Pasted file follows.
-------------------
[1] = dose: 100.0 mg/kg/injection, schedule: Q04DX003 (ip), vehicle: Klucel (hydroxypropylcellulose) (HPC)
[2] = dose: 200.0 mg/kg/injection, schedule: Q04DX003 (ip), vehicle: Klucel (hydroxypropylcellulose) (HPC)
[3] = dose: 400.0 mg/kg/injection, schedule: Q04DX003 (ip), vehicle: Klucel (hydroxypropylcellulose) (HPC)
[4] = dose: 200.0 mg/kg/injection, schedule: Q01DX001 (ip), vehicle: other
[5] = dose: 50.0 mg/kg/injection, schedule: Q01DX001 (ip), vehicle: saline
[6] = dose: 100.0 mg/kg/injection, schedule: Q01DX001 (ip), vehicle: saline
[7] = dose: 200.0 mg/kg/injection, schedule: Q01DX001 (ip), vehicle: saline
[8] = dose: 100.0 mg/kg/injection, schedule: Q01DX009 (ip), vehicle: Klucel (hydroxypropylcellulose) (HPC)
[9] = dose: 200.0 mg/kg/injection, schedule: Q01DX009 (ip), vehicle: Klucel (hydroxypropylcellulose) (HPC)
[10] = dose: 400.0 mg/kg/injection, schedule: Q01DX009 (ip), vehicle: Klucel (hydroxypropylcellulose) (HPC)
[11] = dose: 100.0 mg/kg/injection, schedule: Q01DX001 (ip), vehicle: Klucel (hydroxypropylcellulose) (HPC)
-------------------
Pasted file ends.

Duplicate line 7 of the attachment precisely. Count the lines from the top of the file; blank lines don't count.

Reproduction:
[7] = dose: 200.0 mg/kg/injection, schedule: Q01DX001 (ip), vehicle: saline